Instead of destroying them, he dismantled them assembling the parts in what appeared to be a scrapheap, which he removed. The worker named G Wigglesworth reassembled them to full flying condition and sold them for £30 each, with two going to Whitehead Reid, two going to a skywriting company Savage Skywriting. Being alone at the airport, Whitehead Reid developed an unusual way of getting his aircraft out of the hangar by himself, he would chock the wheels, start the engine and set it to idle removing the chocks, would lift the tail and guide it out under its own power. The doctor used his aircraft for his own pleasure, but was happy to give joy rides supporting local charities in the process, he used them for visiting patients who had a handy nearby field, for occasional aerobatic displays, for visiting air meetings and races. In 1927 the government introduced subsidies for flying clubs to train new pilots, several new clubs were set up to take advantage. One was the East Kent Flying Club, established at Lympne, soon renamed the Cinque Ports Flying Club in honour of its president, Earl Beauchamp, Lord Warden of the Cinque Ports.
Whitehead Reid was a founding director. He took part ins some of the earliest post-war aerial events at the nearby Lympne Airport, the centre of light aircraft activity in Britain at the time, he attended some events anonymously, as his wife Mary was unhappy about him taking part in air racing. Events in which he participated include: 17 April 1922 Second Croydon Aviation Race Meeting at London Terminal Aerodrome, Croydon; the doctor entered the Club Handicap race and 2nd Croydon Handicap race in G-EAPW. 23 June 1923 Grosvenor Challenge Cup finishing at Lympne. An out-and-back touring race via Croydon, Birmingham and Croydon again. Whitehead Reid, in G-EBCA, retired at Birmingham deciding that his machine was just too slow, returned directly to Lympne via Croydon. 6 August 1923 Aerial Derby at Waddon Aerodrome consisting of two circuits of London. The doctor, entered under the name'A T Renno', flying SE5a G-EBCA, came in 9th, out of a field of 12. 3 August 1925 RAeC August Meeting at Lympne. Whitehead Reid came 2nd in a field of nine in the Private Owners' Handicap race in G-EBCA.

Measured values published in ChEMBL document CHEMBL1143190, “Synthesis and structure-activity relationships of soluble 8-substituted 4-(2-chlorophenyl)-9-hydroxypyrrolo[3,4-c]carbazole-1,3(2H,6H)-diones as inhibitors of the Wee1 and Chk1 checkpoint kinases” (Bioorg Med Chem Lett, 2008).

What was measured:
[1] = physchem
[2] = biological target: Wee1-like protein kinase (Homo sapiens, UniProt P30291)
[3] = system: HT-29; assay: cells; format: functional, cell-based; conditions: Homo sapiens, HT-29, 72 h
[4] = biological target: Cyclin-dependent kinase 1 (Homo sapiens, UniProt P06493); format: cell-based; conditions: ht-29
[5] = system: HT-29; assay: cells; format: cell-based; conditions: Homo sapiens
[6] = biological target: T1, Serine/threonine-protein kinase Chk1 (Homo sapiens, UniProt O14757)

18 September 1926 Lympne Light Aeroplane Trials: Whitehead Reid entered
The former Royal Air Force Station Swanton Morley, more known as RAF Swanton Morley, was a Royal Air Force station in Norfolk, located near to the village of Swanton Morley. The site is now occupied by the British Army, is now known as Robertson Barracks. Swanton Morley was a new station planned under the RAF expansion scheme but not completed to the same standard before the start of the Second World War, it was part of No. 2 Group in Bomber Command until December 1944 when it was given over to 100 Group - the RAF unit responsible for countering German defences against the British strategic bombing - as they needed another airfield close to their HQ at Bylaugh Hall. On 4 July 1942, American and British airmen took off from this station as part of the first combined bombing raid of World War II. No 226 Squadron had been tutoring the US 15 Bombardment Squadron. Both Winston Churchill and General Eisenhower were at RAF Swanton Morley for this mission, which saw six crews from 15th Bombardment Squadron fly a raid with six crews from the RAF, using Boston light bombers belonging to No. 226 Squadron RAF.
The raid was made at low level against German airfields in the Netherlands. During World War II the station was home to the Bomber Support Development Unit of No. 100 Group RAF. After World War II the station was home to No 1 Air Signaller's School and to the Central Servicing Development Establishment and the Maintenance Analysis and Computing Establishment. From June 1953 to 1995 the station was used by 611 Volunteer Gliding School, when the station was listed for closure under Options for Change; the station held popular airshows during the 1980s. The station closed on 6 September 1995. Control was transferred to the British Army and the station was renamed Robertson Barracks; the station was equipped with a grass surface airfield with three main runways, a perimeter track with 31 loop hardstandings, four T-type hangars, four blister hangars and one J-type hangar. The station was equipped with a Watch Office with Met. Section, utility buildings and barracks for a total staff of 1,968 males and 390 females.
No. 105 Squadron RAF Blenheims, Mosquito No. 88 Squadron RAF - March–August 1943 No. 152 Squadron RAF - No. 226 Squadron RAF Blenheim, Mitchell 15th Bombardment Squadron No. 1482 Flight RAF Bombing and Gunnery Flight No. 1508 Flight RAF No. 15 Blind Approach Training Flight RAF No. 1515 Flight RAF No. 4 Radio School named No. 1 Air Signallers, Air Electronic School List of former Royal Air Force stations "RAF Stations - S", Air of Authority - A History of RAF Organisation "Swanton Morley", Bomber Command 60th Anniversary, archived from the original on 8 October 2008 Documentary on the first US/UK air raid of World War 2, flown from this station